50% Australians Not Too Enthusiastic About Immigration, Claims Survey
In a not too positive development, from world migrants’ perspectives—especially from the perspectives of those who could be planning to migrate to Australia–close to 50% of the natives of the country does not seem very enthusiastic about overseas people arriving on the shores of Down Under.
In fact, many Australians seem to believe that the immigration programme of the country should be ended–the reason being the nation is already swarming with a large number of people. For the said poll, 2,000 natives were covered even while 51% disclosed that the populace of the country is alarmingly high, and so immigration must be done away with. The good news though is that close to half of the Australians are not against the entry of overseas people.
Down Under has nearly 23 million people, vis-à-vis 19.6 million 10 years ago. It needs to be mentioned here that Canberra has established its immigration programme for the year ending June at 185,000 places. Another 13,750 positions are up for grabs, on humanitarian considerations, for the keen expatriates.
Coming back to the poll in question, just 32% of the participants believe that the country must roll-out red-carpet welcome before more migrants even as nearly two-thirds, about 65%, believe that immigrants to the country must follow the way of life as practiced widely across the nation by its people.
This depicts a significant departure in the mindsets of the natives on the crucial issue. In earlier polls carried during the years of 2005, 2001 and 1995 the Australians were found to be comparatively more tolerant and accommodating on the given issue.
Meanwhile, an expert on the issue of immigration has said that worries over job security in the wobbling world economy together with local pressures exerted on the infrastructure of the country are the root causes for this noticeable departure in views.
of the survey were made public even while two refuge-seeker water vessels with nearly 82 visitors were stopped the northern coasts of the country recently, swelling the number of such vessels to four in as many days. Reportedly, as many as 42 vessels with 3,261 seekers of refuge have turned-up so far this year, taking the budget of the country meant for refugee detention to over US$1 billion.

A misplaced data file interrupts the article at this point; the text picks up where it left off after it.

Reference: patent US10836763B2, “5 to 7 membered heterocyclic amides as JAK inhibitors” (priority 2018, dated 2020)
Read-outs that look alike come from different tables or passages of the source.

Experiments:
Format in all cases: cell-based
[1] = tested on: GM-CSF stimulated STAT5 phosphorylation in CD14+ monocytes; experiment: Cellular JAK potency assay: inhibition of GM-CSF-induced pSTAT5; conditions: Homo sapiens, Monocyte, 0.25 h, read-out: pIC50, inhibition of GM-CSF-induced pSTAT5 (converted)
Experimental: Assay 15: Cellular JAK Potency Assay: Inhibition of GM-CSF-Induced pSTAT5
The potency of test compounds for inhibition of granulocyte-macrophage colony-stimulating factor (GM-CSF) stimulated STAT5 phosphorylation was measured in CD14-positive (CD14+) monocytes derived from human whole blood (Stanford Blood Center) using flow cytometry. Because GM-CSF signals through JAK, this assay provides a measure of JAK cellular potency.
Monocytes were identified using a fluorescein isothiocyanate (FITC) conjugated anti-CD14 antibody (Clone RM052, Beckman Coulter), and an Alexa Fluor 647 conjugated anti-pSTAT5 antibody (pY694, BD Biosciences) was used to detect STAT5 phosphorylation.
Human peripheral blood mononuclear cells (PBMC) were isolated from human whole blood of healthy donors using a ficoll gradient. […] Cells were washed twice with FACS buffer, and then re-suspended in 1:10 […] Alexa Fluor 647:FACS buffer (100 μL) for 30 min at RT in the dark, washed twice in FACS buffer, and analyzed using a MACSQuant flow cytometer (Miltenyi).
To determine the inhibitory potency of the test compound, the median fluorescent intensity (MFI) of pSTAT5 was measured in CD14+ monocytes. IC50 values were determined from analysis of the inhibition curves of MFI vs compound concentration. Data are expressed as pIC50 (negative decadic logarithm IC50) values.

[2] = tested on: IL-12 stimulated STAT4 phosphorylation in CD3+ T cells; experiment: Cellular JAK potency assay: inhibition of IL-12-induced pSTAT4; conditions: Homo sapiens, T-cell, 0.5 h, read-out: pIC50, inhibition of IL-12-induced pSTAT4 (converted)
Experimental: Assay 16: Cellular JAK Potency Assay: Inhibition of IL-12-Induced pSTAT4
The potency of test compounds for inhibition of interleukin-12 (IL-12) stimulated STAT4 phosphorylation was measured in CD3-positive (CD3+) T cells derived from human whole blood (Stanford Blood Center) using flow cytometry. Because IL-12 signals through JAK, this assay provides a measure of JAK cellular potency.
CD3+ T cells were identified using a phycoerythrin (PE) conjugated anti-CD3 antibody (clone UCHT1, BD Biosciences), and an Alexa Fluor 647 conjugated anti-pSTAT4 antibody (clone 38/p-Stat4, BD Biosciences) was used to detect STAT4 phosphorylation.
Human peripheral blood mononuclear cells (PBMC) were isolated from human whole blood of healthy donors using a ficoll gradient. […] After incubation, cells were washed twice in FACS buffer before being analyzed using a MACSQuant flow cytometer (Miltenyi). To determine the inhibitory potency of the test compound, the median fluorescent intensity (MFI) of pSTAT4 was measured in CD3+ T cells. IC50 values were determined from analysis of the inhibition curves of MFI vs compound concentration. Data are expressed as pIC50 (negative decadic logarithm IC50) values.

Talking about the development, the Immigration Minister has reportedly said that the unprecedented rush in 2012 was not actually unexpected—in the backdrop of the unsuccessful but planned refugee swap agreement made with the country of Malaysia the year before, which was targeted to prevent people smuggling, after the High Court of the nation ended it.
The Australian minister added that it’s crucial to come across more productive deterrents to prevent adventurous people from making the highly dangerous maritime journey to the country, mostly from the nation of Indonesia.
In the aftermath of the conservative opposition leaving no stones to block the efforts to get around the verdict, Canberra had no options except to discard the offshore processing of the seekers of refuge, and set free several detainees, so that they could stay in the community.
In a not too positive development, from Australia-inspired migrants’ perspectives, close to 50% of the natives of the country does not seem enthusiastic about overseas people arriving on the shores of Down Under. An expert on the issue of immigration has said that fears over job security in the wobbling world economy together with local pressures exerted on the country’s infrastructure are the root causes.
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